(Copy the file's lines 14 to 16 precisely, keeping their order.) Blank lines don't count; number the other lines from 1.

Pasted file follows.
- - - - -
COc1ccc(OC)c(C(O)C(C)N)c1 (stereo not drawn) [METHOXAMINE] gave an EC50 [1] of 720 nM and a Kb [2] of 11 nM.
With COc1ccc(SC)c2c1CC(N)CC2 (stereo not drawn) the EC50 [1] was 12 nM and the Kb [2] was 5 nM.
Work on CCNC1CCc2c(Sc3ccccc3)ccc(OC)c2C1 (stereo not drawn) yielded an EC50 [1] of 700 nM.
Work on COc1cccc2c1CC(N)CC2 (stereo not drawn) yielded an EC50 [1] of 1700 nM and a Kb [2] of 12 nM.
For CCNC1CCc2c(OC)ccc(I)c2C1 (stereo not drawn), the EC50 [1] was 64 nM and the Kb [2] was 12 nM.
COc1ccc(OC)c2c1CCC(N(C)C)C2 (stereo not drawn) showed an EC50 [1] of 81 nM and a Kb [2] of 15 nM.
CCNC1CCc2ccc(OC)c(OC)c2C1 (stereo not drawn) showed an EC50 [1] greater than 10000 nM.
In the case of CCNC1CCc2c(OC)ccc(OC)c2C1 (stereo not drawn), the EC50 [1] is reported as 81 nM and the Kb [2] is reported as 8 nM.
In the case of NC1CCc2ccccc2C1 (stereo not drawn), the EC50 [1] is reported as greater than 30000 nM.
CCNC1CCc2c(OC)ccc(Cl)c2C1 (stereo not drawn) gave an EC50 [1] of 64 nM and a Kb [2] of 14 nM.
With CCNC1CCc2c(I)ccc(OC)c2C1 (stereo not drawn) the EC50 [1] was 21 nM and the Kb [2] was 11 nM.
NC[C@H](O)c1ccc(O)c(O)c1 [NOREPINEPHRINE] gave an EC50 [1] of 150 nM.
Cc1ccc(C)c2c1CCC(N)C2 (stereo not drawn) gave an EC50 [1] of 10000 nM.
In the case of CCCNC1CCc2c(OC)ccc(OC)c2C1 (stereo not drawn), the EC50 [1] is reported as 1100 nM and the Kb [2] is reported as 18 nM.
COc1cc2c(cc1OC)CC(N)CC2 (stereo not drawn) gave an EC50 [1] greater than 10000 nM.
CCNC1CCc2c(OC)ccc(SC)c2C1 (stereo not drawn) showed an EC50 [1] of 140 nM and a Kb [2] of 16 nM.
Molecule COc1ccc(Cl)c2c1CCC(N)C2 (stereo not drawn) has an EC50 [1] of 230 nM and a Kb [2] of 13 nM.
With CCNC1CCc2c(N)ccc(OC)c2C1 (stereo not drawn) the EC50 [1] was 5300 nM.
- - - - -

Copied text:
In the case of CCCNC1CCc2c(OC)ccc(OC)c2C1 (stereo not drawn), the EC50 [1] is reported as 1100 nM and the Kb [2] is reported as 18 nM.
COc1cc2c(cc1OC)CC(N)CC2 (stereo not drawn) gave an EC50 [1] greater than 10000 nM.
CCNC1CCc2c(OC)ccc(SC)c2C1 (stereo not drawn) showed an EC50 [1] of 140 nM and a Kb [2] of 16 nM.